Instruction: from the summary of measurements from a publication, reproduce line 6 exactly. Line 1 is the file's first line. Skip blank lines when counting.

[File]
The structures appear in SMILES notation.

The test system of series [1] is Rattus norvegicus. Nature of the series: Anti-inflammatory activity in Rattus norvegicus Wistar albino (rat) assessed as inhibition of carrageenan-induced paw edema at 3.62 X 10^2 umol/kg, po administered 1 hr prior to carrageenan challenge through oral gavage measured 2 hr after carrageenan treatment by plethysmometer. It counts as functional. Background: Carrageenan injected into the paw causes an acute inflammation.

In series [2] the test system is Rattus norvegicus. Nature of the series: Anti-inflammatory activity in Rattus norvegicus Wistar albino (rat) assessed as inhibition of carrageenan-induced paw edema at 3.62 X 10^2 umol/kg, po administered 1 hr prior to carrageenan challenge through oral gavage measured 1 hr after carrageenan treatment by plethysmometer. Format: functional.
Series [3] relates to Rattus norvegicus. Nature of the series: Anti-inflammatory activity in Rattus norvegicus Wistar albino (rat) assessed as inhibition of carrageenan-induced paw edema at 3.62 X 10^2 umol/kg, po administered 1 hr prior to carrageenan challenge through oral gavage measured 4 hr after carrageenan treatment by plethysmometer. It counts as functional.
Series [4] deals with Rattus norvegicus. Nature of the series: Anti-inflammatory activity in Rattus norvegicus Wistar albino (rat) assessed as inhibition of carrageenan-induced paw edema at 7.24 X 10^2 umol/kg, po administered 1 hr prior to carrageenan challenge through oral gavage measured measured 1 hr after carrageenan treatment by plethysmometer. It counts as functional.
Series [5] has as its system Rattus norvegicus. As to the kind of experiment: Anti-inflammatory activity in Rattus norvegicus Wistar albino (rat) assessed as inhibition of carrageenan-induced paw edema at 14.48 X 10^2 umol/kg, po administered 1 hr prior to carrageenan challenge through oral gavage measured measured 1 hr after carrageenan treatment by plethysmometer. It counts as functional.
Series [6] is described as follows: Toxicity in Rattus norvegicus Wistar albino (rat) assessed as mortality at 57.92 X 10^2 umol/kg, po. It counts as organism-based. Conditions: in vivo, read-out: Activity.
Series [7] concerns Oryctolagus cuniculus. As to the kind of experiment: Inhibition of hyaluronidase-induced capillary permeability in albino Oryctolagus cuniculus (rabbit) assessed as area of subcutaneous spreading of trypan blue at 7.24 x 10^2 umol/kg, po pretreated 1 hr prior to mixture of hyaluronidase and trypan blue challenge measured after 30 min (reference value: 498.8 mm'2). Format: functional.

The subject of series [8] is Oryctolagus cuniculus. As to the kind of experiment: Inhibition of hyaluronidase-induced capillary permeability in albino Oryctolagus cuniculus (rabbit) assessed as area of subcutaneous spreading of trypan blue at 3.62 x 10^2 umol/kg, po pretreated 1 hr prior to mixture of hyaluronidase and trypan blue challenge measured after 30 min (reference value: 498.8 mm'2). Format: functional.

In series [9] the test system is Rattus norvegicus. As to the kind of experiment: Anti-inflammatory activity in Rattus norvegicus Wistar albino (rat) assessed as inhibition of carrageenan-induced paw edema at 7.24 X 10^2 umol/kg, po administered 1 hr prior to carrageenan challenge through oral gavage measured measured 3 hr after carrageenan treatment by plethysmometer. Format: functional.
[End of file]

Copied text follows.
Series [5] has as its system Rattus norvegicus. As to the kind of experiment: Anti-inflammatory activity in Rattus norvegicus Wistar albino (rat) assessed as inhibition of carrageenan-induced paw edema at 14.48 X 10^2 umol/kg, po administered 1 hr prior to carrageenan challenge through oral gavage measured measured 1 hr after carrageenan treatment by plethysmometer. It counts as functional.